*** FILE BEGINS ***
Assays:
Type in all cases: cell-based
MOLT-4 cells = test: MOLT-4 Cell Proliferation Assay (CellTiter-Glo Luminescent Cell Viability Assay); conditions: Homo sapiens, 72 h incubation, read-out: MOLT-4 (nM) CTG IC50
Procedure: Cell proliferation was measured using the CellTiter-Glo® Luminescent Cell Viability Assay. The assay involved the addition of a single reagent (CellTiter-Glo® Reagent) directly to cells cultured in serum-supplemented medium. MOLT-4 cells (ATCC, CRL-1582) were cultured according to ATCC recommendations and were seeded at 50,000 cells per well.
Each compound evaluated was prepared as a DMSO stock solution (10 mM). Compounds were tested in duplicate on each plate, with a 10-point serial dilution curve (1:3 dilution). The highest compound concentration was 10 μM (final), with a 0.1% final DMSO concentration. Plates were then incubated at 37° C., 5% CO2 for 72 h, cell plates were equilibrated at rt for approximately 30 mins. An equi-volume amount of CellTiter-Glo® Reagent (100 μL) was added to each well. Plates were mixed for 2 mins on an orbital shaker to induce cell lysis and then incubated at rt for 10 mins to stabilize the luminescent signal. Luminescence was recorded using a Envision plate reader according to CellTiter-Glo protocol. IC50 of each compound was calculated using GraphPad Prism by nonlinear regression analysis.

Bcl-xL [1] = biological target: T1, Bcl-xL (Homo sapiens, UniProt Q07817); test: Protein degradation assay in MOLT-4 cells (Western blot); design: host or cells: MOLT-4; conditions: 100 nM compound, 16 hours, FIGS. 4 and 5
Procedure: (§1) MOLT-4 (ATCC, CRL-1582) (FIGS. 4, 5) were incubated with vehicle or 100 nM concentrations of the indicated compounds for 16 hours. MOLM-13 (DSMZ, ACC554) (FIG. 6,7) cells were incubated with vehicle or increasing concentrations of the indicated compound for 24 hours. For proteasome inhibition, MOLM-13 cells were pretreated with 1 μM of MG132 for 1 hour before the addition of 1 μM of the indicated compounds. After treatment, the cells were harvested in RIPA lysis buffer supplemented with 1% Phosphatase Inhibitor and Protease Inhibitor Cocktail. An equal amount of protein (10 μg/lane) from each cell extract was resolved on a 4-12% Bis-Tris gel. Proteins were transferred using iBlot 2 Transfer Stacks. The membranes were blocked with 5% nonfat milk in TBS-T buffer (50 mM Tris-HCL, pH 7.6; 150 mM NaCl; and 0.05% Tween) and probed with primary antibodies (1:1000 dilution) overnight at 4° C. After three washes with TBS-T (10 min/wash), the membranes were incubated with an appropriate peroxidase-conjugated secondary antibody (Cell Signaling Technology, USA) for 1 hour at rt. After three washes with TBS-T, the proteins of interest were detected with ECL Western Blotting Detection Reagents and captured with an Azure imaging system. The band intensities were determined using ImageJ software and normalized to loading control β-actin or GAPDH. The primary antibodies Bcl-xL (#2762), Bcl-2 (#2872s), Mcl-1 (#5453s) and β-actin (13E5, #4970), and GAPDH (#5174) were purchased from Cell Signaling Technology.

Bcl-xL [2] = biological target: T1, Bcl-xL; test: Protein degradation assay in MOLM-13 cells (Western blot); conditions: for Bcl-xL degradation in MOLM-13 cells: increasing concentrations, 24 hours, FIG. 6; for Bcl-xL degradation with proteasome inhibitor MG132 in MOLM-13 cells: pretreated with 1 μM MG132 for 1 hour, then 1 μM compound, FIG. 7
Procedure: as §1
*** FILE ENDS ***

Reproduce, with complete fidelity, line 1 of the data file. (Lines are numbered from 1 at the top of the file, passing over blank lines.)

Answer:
Assays: